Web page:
And Black Pepper, essential oils contain beta-caryophllene which functions as a cannabinoid binding to the CB2 receptors to reduce inflamation.

(reference Anna Hunt http://www.wakingtimes.com/2016/05/19/6-plants-other-than-cannabis-that-are-high-in-healing-cannabinoids/)

We have many foods and herbs right in our own kitchens that will interact with our body and can help us. Black pepper, garlic, cinnamon, peppermint, cayenne pepper, basil, oregano or turmeric to name a few are common herbs and spices most of us have and eat regularly. Baking soda (or sodium bicarbonate) is not only a leavening agent in baking, it's commonly known as an antacid relieving heartburn. It's also used as a teeth whitener, disinfectant, pest control, and last but not least it's alkalinity raises ph in pools, spas, and even our bodies (stay tuned for a future article on this subject).

We can be self medicating ourselves like our ancestors did before western medicine took over.

It makes sense that we have a love affair with Chocolate. It is a comfort food, and our bodies make our own version of THC with it. The old hippies knew what they were doing when they made pot brownies!

If we were to take a poll of cannabis connoisseurs, I think we would find an overwhelming number who are self medicating in one way or another. When I met my husband he smoked cannabis for relaxation and pain control. He may have realized it back then as self medicating, and years later when I turned to cannabis to kill skin cancer, it was definitely self medicating.

Cannabis can be used in it's raw form by way of juicing, dried and cured for smoking, or made into concentrates, infused into butter, oils, and alcohol. In the future, we'll be discussing each of these methods of processing cannabis and consuming it.

The seeds and the roots can be used too. Both the hemp and cannabis seeds have essential nutrients with anti-inflammatory properties that assists in muscle and tissue repair.

The roots contain alkaloids, lipids and sugars. Made into a tea, roots are a strong diuretic. Ground and made into a poultice can stop hemorrhage after childbirth, reduce joint pain, gout and soothe burns.

I believe in using the whole plant and I hope you will join me in this guide to processing every part of our Beloved Herb for use in everyday medicines. I'll try to include in every article, a recipe of some sort that could be beneficial to your health.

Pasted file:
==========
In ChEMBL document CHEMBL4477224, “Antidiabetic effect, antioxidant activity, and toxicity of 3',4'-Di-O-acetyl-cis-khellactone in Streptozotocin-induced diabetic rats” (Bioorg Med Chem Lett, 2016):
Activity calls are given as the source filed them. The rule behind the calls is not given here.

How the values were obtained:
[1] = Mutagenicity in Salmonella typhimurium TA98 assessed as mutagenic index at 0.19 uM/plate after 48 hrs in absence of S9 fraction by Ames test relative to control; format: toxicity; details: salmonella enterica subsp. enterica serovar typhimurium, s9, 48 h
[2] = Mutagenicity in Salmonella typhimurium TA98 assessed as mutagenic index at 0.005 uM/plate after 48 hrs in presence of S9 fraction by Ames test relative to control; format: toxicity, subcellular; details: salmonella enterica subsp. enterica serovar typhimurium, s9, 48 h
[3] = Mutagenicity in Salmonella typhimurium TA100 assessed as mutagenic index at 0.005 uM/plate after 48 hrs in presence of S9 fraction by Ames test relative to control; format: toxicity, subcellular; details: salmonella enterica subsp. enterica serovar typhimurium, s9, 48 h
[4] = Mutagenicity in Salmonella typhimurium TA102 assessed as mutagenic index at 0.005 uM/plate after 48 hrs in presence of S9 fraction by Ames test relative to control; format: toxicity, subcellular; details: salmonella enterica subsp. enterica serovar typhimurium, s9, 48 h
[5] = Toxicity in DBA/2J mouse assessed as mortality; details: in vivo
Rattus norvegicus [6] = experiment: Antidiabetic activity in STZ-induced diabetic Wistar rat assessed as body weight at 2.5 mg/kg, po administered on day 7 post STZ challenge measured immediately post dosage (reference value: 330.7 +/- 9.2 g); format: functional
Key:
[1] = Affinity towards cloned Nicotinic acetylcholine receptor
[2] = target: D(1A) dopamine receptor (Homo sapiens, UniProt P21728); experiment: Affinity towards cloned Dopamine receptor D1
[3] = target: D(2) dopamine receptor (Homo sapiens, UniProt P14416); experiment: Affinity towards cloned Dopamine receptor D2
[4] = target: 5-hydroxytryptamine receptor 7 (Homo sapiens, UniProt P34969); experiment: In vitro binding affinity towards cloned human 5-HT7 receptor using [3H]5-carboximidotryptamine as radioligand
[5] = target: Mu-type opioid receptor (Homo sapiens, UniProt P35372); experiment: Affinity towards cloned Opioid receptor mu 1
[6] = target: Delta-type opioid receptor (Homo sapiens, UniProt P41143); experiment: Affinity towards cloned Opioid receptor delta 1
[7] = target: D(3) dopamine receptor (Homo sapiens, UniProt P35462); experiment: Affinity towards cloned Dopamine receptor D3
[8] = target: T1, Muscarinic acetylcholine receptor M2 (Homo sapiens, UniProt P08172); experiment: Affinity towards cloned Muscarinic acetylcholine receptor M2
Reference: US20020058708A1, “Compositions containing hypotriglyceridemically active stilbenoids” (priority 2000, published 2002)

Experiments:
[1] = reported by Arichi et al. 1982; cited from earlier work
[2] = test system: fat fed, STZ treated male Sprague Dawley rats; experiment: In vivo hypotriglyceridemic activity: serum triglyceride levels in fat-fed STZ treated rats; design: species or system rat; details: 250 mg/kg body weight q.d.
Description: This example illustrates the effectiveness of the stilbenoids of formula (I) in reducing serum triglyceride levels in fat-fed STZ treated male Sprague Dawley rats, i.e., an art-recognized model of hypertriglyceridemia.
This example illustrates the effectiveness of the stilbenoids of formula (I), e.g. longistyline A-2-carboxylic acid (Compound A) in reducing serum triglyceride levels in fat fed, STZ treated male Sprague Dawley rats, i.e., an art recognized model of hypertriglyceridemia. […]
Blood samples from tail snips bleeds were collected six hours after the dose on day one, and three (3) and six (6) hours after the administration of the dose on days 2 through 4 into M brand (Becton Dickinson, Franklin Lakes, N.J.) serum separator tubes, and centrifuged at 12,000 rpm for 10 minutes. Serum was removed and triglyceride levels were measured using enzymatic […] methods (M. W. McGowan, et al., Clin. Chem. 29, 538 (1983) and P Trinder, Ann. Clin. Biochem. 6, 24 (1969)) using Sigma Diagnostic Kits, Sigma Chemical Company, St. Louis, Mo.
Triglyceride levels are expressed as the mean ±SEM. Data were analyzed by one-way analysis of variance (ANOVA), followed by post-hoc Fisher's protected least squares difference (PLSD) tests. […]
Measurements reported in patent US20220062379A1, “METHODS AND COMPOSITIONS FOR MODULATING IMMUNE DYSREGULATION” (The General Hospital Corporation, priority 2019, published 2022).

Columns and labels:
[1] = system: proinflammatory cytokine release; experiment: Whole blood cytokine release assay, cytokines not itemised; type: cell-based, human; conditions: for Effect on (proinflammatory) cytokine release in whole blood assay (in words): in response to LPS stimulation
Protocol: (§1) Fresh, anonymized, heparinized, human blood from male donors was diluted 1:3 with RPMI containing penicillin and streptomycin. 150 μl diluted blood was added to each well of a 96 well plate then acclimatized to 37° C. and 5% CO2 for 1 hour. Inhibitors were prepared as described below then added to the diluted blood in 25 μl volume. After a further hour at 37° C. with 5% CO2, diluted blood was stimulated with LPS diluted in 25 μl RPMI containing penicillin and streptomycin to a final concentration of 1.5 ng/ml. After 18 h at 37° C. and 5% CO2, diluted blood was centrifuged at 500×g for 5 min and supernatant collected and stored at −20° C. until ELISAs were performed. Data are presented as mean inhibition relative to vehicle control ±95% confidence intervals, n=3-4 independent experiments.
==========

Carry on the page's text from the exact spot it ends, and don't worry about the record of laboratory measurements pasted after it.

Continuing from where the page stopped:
Chai tea seems appropriate for this first article, it comes from Ayurvedic medicine and can be made with many medically active herbs, spices, and tailored to your individual need. Chai actually means tea, it is really masala chai, meaning tea with a mix of spices.

A basic chai recipe would include Black, green or oolong tea, cinnamon, ginger, cardamom, cloves, black pepper and milk. Each of these on their own have medicinal properties, but when brought together, their synergy is full of antioxidants, is anti inflammatory, supports digestion, cardiovascular health, lowers blood sugar, and increases circulation.

Common additions could be nutmeg, fennel seed, star anise, coriander seed, lemon zest, marshmallow root (no, not marshmallows!), and even cacao or pure dark chocolate (for obvious reasons). The list is as big as your imagination, and since there is milk in this recipe, we can add cannabis to the list. Cannabinoids are not water soluble so they will need to be infused in the fat that's in the milk. Simple to do, lightly crumble dry cured buds (decarbed or not) in a pan of warm milk. Make sure you use whole milk, cannabinoids are soluble in fats and lipids. Heat to a light simmer stirring consistently for 45 minutes. Do not let it boil. Three grams to a cup of milk give me a nice before bed toddy ensuring a revitalizing sleep.

Chai with canna milk seems fitting to me to end this article. We will explore decarboxylation of cannabis, commonly known as decarbing in the next article.

Enjoy your Chai!

Root

Any statements made by Root are considered gen­eral infor­ma­tion and dis­cus­sion about med­i­cine, health and related sub­jects.  The words and other con­tent pro­vided in this article, and in any linked mate­ri­als, are not intended and should not be con­strued as med­ical advice. If the reader or any other per­son has a med­ical con­cern, he or she should con­sult with an appropriately-licensed physi­cian or other health care worker.